Winter in the garden

Linda

Linda, the BriarPatch Floral Buyer, having fun harvesting kale in colder weather.

By Linda Nowak-Carlson, BriarPatch Floral Buyer

You’ve probably noticed that most of your plants are getting ready for a long winter’s rest. Leaves are falling, perennial foliage is dying back, and critters are looking for the seeds and berries in your garden. If you have winter crops and flowers growing, try to visit them often in order to harvest, and to check for aphids and little green worms. A strong spray of water usually knocks the aphids off, and dropping the worms in soapy water will stop them from becoming mature white moths. Lettuce is not extremely cold-hardy in our area, so it may need to be covered with a frost blanket on cold nights. If you use plastic, be sure it doesn’t come into contact with your plants.

If you haven’t already, you don’t necessarily have to prune everything unless you like a neat, tidy garden. This way your garden will provide some winter food for wildlife, and you’ll also be adding protection and nutrition to the soil. A light cover of plant material over the soil will help prevent rain and wind erosion and provide food for your soil microbes. This material also provides protection for perennial crowns and can be pruned off when you see new growth beginning to emerge in the early spring.

An exception to this would be if you had disease or insects on the leaves. In that case, you would want to rake up leaves or prune plants as soon as they’re dormant. It would be a good idea NOT to add this material to your compost pile. If you’re a lazy composter like I am, the pile won’t get hot enough to kill these organisms. Speaking of compost, it’s hard to keep it warm and cooking during the winter. One way you can try to accomplish this is to keep it damp but not too wet. You may also want to keep a cover over the compost through the cool season and check for dampness periodically.

The BriarPatch patio

The BriarPatch patio is always filled with gorgeous local plants.

The ideal fall planting season is over, but if you still have bulbs or garlic, it’s best to get them in before they dry or rot. If you plant in the winter, your plants won’t put on much root growth. The way I see it, though, a plant in the ground will have more insulation against the cold and the soil will act as a water reservoir, and less hand watering will be needed. Of course, this assumes that you’re like me and always have a few plants on hand that need planting.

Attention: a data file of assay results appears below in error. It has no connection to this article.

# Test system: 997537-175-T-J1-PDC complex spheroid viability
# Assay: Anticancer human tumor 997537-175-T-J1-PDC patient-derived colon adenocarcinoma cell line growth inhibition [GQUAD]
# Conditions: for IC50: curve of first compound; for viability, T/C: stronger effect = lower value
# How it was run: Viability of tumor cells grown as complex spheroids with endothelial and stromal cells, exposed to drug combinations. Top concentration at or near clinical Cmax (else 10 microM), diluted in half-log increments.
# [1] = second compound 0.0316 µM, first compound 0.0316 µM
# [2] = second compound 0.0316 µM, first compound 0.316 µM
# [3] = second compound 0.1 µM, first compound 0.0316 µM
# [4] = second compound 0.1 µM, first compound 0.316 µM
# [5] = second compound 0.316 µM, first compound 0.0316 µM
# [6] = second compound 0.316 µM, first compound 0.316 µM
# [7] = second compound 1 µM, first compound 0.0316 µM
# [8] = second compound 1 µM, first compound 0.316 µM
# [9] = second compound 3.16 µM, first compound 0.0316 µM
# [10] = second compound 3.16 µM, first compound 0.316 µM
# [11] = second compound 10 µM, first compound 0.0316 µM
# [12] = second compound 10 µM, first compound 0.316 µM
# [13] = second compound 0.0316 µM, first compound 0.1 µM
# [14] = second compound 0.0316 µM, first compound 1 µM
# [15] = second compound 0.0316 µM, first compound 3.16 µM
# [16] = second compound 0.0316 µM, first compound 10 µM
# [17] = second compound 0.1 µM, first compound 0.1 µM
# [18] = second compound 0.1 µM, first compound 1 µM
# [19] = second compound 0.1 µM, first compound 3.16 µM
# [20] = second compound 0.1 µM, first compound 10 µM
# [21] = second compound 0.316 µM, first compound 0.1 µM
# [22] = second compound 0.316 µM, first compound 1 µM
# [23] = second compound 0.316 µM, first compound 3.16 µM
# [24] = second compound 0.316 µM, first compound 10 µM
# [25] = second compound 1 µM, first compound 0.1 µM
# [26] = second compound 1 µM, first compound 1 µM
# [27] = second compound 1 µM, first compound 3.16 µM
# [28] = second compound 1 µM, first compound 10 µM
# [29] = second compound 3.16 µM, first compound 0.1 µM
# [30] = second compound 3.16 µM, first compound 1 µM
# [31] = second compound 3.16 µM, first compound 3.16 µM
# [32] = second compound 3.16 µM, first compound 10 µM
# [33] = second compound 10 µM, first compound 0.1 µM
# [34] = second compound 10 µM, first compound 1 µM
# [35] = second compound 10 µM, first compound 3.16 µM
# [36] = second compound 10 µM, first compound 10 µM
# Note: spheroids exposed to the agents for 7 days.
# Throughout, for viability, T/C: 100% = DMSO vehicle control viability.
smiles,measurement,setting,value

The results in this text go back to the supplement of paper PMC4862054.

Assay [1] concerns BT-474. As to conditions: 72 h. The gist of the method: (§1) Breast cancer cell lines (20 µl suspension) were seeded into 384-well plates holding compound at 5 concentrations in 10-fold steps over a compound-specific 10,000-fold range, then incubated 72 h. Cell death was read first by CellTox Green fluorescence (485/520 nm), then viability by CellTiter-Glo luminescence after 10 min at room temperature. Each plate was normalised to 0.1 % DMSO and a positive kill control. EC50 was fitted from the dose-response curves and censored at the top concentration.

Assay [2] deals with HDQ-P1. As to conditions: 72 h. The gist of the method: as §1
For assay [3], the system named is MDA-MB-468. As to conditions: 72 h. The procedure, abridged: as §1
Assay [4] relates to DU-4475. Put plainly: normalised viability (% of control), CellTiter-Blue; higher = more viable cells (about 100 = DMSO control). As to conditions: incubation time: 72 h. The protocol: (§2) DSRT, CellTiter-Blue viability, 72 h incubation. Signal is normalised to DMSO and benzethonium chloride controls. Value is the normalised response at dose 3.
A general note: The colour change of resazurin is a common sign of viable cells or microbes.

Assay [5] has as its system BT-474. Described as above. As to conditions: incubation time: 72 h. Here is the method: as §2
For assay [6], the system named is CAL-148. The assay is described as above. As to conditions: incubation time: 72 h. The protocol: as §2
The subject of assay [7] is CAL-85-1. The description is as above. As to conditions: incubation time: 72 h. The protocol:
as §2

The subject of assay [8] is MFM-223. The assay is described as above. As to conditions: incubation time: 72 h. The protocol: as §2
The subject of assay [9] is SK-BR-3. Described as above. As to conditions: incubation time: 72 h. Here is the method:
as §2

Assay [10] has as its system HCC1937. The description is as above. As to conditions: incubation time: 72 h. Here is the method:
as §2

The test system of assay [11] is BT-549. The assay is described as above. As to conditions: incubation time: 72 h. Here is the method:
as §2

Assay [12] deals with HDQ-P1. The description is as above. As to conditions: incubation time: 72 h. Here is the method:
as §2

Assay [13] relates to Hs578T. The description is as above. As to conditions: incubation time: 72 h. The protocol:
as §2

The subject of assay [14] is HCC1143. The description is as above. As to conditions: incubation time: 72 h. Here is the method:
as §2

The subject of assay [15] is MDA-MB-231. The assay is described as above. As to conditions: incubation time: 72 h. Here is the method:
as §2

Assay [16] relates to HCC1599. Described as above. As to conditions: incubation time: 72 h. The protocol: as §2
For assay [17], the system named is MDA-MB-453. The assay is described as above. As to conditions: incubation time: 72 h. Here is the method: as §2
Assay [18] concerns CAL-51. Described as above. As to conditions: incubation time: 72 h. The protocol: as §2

Winter is the perfect time to plan your garden for next season. If you have more than one bed, remember to rotate them. If you plant the same veggie in the same bed every year, the crop will be more vulnerable to diseases and insects that prefer that plant. Also, different plants use different nutrients in the soil and can cause depletion of those nutrients.

This is the time to make a list of the vegetables and flowers you want to grow next year. Decide if you want to grow your own starts from seed or buy them already started. At BriarPatch Food Co-op we will have a good supply of seeds for late winter and for summer growing as well. In February we plan to have starts for broccoli, cauliflower, peas, and many greens, then we’ll transition to the summer veggies sometime around April. We also try to carry a good selection of California native plants all year.

We are supplied by five primary local growers who do an amazing job. We are so privileged to be working with; Fresh Starts Nursery in Nevada City, Sweet Roots Nursery in Grass Valley, Green Blessings Nursery in Grass Valley, Grizzly Hill Nursery on The Ridge, and K & F Tomatoes in Nevada City.

If there is a particular variety you hope to find, let us know and we’ll see if we can obtain it. If you want more detailed information about any of these topics, please write to me at lindan@briarpatch.coop. Enjoy your time in the garden!